Understanding How Pregnancy and Breastfeeding Impact Breast Imaging and Diagnosis
Radiologists can help identify appropriate imaging for patients
Women who are pregnant or breastfeeding experience physical changes that may make breast cancer screening and diagnosis more challenging, but that ought not delay diagnostic imaging.
For women who are pregnant or lactating, hormones can change breast density and size, which could limit the clinical examination, mimic pathology and obscure mammographic findings.
Pregnancy-associated breast cancer is routinely defined as breast cancer that occurs during pregnancy or within one year postpartum. Breast cancer is the most common type of invasive cancer diagnosed in pregnant and postpartum women with an incidence of one in 3,000 in the U.S. This incidence is increasing as more women postpone childbearing until later ages, according to a RadioGraphics education review.
“Our goal was to draw attention to the importance of this issue and make sure that women are worked up appropriately during and after pregnancy,” said Molly Peterson, MD, lead suthor on the article and a breast imaging fellow at the University of Wisconsin-Madison. “Pregnancy- associated breast cancer is rare, but it is associated with worse outcomes and so we want to make sure these women feel comfortable with imaging and that physicians who see them are not dismissing any symptoms.”
How Pregnancy and Breastfeeding Affect Imaging
During pregnancy, the breasts undergo physiologic changes in response to hormones to prepare for lactation. Women’s elevated estrogen and progesterone levels can lead to enlarged ducts and lobules, as well as increased breast density that can make imaging and diagnosis more challenging.
“It’s important to recognize imaging findings that are clearly benign that might be associated with pregnancy and breastfeeding versus those that are suspicious and need to be biopsied,” said Amy Fowler, MD, PhD, associate professor of radiology in the breast imaging section at the University of Wisconsin-Madison. “For women, if there is an area that feels different from the rest of the breast, even though the whole breast feels lumpy from breastfeeding, be sure to let a doctor know and they can order a mammogram and ultrasound to further evaluate.”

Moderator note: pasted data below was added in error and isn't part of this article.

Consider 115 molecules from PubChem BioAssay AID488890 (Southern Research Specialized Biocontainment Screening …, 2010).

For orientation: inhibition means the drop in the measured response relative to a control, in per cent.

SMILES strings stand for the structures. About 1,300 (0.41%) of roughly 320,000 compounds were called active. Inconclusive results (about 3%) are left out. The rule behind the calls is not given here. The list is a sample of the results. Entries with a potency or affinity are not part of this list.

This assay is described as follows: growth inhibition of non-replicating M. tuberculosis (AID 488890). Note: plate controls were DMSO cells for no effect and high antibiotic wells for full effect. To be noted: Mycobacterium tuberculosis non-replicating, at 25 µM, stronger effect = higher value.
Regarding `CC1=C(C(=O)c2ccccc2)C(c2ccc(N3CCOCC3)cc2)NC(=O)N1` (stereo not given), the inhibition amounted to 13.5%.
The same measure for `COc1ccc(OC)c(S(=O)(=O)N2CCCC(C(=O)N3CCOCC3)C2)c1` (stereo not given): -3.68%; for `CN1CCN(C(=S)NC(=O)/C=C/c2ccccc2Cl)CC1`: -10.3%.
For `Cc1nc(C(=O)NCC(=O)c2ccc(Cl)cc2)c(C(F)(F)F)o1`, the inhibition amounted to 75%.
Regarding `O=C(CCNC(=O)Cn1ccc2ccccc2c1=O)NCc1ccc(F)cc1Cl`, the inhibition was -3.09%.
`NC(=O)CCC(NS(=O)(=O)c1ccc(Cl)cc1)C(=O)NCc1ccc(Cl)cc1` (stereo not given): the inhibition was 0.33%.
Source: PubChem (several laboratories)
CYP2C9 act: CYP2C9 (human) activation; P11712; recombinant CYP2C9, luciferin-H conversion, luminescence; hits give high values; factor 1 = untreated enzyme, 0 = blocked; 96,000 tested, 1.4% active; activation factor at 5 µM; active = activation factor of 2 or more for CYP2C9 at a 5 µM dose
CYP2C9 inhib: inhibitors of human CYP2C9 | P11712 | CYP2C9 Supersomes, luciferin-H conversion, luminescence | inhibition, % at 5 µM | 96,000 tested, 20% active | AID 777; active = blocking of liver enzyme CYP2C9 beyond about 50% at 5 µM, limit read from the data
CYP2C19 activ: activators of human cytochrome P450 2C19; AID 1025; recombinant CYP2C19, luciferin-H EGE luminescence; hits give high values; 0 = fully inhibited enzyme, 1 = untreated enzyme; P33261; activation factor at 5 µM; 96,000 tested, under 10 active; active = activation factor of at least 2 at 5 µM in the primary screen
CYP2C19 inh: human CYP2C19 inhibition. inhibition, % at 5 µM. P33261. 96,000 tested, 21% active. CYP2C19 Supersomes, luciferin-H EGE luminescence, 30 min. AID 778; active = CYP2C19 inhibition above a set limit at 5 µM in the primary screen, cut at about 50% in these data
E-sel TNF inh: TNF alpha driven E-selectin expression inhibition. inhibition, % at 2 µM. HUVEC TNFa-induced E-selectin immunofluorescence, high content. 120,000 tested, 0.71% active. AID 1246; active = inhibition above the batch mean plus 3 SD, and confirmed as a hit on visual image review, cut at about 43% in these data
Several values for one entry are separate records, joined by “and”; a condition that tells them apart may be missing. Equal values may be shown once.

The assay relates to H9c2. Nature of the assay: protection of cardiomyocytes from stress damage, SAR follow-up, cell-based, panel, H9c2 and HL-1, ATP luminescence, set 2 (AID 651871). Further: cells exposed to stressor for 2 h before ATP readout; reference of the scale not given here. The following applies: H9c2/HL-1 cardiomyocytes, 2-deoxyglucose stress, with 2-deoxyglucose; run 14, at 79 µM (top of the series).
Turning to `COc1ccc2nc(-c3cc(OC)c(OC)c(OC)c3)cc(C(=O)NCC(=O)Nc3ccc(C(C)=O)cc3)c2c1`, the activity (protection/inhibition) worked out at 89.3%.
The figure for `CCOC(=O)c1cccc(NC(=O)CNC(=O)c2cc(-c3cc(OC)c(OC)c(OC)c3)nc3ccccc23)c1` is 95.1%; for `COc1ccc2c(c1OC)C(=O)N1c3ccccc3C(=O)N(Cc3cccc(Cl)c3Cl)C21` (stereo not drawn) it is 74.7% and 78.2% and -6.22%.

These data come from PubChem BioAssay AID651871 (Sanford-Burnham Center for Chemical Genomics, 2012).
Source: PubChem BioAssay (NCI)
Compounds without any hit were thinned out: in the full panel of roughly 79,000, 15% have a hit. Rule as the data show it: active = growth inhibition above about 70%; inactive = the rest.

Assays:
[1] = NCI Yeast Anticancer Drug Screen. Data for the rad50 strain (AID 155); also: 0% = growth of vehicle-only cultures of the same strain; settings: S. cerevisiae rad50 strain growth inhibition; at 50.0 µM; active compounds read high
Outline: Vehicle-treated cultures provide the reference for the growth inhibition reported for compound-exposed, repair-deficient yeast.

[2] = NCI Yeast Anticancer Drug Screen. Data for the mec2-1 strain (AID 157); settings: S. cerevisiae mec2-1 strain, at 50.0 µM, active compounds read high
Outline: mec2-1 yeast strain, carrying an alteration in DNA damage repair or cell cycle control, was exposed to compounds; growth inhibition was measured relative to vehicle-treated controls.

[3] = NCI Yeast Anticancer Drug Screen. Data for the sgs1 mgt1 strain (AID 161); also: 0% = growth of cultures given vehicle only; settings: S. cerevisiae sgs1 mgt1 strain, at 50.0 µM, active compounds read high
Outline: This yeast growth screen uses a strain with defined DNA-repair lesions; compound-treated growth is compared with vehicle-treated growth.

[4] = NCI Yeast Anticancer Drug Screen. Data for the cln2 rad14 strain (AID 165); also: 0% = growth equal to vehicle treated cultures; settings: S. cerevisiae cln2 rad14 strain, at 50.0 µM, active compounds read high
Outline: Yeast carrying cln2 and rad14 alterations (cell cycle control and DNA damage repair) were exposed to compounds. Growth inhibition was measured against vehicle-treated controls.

88% of pregnant, lactating and postpartum women presenting for breast imaging evaluation have dense or extremely dense breasts. Breastfeeding or pumping before imaging may be helpful, according to Dr. Fowler. Breast abnormalities most often have a benign cause, such as an abscess, galactocele or mastitis, but in some cases may be something more serious and women should not postpone diagnostic imaging.
“It’s important to recognize things that are clearly benign that might be associated with pregnancy and breastfeeding versus things that are suspicious and need to go on for biopsies. For women, if there is an area that feels different from the rest of the breast, even though the whole breast feels lumpy from breastfeeding, be sure to let a doctor know and they can order a mammogram and ultrasound to further evaluate.”
AMY FOWLER, MD, PHD
Breast Imaging Safe and Sensitive for Pregnant and Lactating Women
The American College of Radiology (ACR) Appropriateness Criteria emphasize that mammography for both screening and diagnostic indications is safe during pregnancy and lactation for both screening and diagnostic indications. For a fourview mammogram examination, the fetal radiation dose is less than 0.03 mGy, a negligible amount, according to the article.
“In the situation where there is a lump or a specific finding that needs to be evaluated, the importance of promptly diagnosing breast cancer outweighs the very tiny risk of radiation to the fetus,” Dr. Fowler said.
RSNA also has a position statement on imaging safety during pregnancy, which recognizes the important role a radiologist plays in identifying the appropriate imaging test during pregnancy or lactation. There may also be questions about test sensitivity during a time of so much physical change, but that is not the case.
“Studies show that mammography is actually still quite sensitive for detecting breast cancer in that patient population,” Dr. Peterson said.
Despite increased breast density, the sensitivity of mammography for detecting breast cancer has been reported to range from 74% to 100% during pregnancy and lactation. US is the preferred initial imaging modality during pregnancy as it has greater sensitivity than mammography and confers no radiation exposure to the fetus and expectant mother. Most studies report the sensitivity of US for the detection of pregnancy-associated breast cancers as nearly 100%.
In addition, breast MRI can be safely performed for lactating women, but it is not recommended during pregnancy. Changes to the breast related to lactation were initially hypothesized to limit the sensitivity of MRI for breast cancer detection, however several studies have shown that the sensitivity of breast MRI for detecting breast cancer during lactation is 98% to 100%.
The RadioGraphics article includes several imaging examples to help radiologists learn about the different presentations of breast-related issues in pregnant and lactating women and serve as a guide for radiologists working with this sensitive population, which is why Dr. Fowler said this topic is so important to her.
“It is important for radiologists to know the appropriate imaging evaluation and management in order to promptly diagnose pregnancy-associated breast cancer and correctly distinguish it from more common benign findings,” Dr. Fowler concluded.
For More Information
Access the RadioGraphics paper, "Breast Imaging and Intervention during Pregnancy and Lactation."
Read previous RSNA News stories on breast cancer imaging: